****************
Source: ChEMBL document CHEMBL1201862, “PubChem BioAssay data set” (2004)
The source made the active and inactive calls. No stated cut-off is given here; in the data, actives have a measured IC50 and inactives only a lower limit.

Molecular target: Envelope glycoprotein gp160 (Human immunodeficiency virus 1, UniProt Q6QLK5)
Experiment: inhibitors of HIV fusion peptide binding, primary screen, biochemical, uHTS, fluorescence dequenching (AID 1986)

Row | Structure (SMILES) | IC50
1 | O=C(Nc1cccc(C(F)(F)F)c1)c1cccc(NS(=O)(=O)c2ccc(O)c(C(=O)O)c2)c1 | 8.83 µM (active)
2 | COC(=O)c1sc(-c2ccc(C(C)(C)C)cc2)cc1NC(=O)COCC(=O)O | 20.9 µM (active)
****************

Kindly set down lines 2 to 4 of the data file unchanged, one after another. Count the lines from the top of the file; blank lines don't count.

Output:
The source made the active and inactive calls. No stated cut-off is given here; in the data, actives have a measured IC50 and inactives only a lower limit.

Molecular target: Envelope glycoprotein gp160 (Human immunodeficiency virus 1, UniProt Q6QLK5)
Experiment: inhibitors of HIV fusion peptide binding, primary screen, biochemical, uHTS, fluorescence dequenching (AID 1986)